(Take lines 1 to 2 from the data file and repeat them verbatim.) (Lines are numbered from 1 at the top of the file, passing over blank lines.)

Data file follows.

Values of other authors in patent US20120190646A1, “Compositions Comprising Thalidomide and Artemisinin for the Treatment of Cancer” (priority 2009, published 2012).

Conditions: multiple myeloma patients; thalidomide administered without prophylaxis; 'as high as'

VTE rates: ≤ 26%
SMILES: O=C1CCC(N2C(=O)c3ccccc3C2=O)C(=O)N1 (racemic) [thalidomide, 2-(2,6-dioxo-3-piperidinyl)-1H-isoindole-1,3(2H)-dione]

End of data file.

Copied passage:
Values of other authors in patent US20120190646A1, “Compositions Comprising Thalidomide and Artemisinin for the Treatment of Cancer” (priority 2009, published 2012).

Conditions: multiple myeloma patients; thalidomide administered without prophylaxis; 'as high as'